This heated diluent is provided at a relatively low pressure of a few hundred PSI, the object being to break up the solid sludge and to form a pumpable slurry with it which is then picked up and pumped away via evacuation nozzle 15. If water usage is contemplated, rather than diluent the vehicle 12 systems and nozzle 13 are fully capable of handling higher pressures for fluid delivery if desired. Evacuation nozzle 15 is connected via evacuation pipe 61 and pipe fitting 66 to evacuation hose fitting 65 which is connected to outlet line 21 (FIG. 1) for slurry processing as previously discussed.

Referring now to FIGS. 5 and 6 schematic electrical/hydraulic control diagrams are illustrated. Electric solenoidally activated hydraulic valves 81-87 of FIGS. 5 and 6 are located in the hydraulic manifold box 20 of FIGS. 1-4 on the vehicle platform 71. This provides an explosion proof system in the event of spark generation. Control switches 91-99 are all mounted on the control console 22 (FIG. 1) and are connected to lamps 42A and 62, cameras 42 and 14, and hydraulic manifold 20 on the vehicle via control cable/hose 17,18, 19 (FIG. 1).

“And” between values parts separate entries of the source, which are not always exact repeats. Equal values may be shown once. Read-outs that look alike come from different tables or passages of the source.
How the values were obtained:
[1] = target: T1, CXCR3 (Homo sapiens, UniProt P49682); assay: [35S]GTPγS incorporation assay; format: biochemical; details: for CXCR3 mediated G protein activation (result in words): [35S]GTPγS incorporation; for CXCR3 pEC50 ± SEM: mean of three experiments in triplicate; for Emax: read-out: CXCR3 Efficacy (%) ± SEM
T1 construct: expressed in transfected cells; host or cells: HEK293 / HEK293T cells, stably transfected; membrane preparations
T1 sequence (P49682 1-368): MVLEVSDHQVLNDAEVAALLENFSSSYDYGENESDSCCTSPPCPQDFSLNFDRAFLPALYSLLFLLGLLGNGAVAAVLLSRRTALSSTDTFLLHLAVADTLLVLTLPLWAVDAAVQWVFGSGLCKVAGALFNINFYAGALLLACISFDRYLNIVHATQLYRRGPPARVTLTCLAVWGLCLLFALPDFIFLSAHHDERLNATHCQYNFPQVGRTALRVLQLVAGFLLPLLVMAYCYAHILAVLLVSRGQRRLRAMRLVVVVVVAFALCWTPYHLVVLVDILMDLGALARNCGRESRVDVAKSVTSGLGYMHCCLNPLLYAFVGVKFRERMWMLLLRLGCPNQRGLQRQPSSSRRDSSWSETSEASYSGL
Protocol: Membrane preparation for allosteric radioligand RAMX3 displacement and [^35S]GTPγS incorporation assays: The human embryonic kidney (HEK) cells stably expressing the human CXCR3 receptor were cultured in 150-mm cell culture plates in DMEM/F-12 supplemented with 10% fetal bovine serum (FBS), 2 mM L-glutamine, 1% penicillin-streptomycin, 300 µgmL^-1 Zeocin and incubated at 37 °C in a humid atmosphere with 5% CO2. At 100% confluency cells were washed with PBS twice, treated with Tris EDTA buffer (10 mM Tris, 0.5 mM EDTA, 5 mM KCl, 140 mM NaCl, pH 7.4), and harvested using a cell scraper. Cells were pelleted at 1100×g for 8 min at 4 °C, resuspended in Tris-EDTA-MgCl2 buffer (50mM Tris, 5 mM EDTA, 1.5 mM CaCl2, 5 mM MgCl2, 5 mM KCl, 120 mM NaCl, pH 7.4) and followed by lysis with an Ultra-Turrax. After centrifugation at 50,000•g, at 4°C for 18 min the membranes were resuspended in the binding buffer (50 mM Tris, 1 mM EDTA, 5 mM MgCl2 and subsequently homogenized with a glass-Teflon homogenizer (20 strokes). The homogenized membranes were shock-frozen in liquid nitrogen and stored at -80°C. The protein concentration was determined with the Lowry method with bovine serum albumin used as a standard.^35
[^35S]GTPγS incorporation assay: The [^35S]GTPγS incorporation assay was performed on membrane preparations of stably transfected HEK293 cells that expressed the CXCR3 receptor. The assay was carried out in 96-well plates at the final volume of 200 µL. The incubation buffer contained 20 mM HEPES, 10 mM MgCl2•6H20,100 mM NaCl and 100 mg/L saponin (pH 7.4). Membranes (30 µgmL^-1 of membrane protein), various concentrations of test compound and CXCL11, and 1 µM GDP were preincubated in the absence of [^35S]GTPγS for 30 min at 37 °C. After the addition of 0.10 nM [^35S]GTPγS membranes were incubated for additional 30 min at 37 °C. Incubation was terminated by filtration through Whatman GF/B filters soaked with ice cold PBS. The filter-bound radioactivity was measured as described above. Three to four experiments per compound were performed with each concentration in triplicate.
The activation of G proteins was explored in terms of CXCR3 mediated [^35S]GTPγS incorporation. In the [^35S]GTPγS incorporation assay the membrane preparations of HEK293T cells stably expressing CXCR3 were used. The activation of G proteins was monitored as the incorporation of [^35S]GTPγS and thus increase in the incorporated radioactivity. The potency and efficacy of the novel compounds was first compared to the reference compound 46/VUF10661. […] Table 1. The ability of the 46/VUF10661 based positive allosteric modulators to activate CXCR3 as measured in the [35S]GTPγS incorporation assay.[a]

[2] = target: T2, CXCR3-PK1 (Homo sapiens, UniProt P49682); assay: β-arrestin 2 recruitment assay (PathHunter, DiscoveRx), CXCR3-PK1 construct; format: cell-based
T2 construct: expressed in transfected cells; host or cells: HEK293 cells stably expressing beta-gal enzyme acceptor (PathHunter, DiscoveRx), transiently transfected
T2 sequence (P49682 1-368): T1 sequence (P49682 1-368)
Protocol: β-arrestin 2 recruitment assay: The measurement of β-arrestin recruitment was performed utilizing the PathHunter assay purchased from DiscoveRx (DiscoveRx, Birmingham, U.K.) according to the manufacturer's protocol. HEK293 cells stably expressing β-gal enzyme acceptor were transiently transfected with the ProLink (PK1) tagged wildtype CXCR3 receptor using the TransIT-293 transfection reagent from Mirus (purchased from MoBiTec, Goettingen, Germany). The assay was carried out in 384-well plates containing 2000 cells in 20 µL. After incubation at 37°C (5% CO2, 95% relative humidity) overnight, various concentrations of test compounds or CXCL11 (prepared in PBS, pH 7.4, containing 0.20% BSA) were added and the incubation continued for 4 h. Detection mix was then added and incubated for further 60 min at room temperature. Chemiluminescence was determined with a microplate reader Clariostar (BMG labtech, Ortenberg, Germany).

For example control switch 91 on console 22 in one position (up) provides current to solenoid activated hydraulic valve 81 to position a hydraulic activator (not shown) controlling evacuation nozzle 15 to the up position. In its opposite position switch 91 lowers nozzle 15 to its down position.

Similarly, switch 92 in one position supplies current to solenoid operated hydraulic valve 82 to move hydraulic actuator 13A (FIG. 1) up to lower nozzle 13 about its pivot point. In the opposite position switch 92 moves actuator 13A down and nozzle 13 up similarly operating via hydraulic valve 82 and cable/hose 18, 19.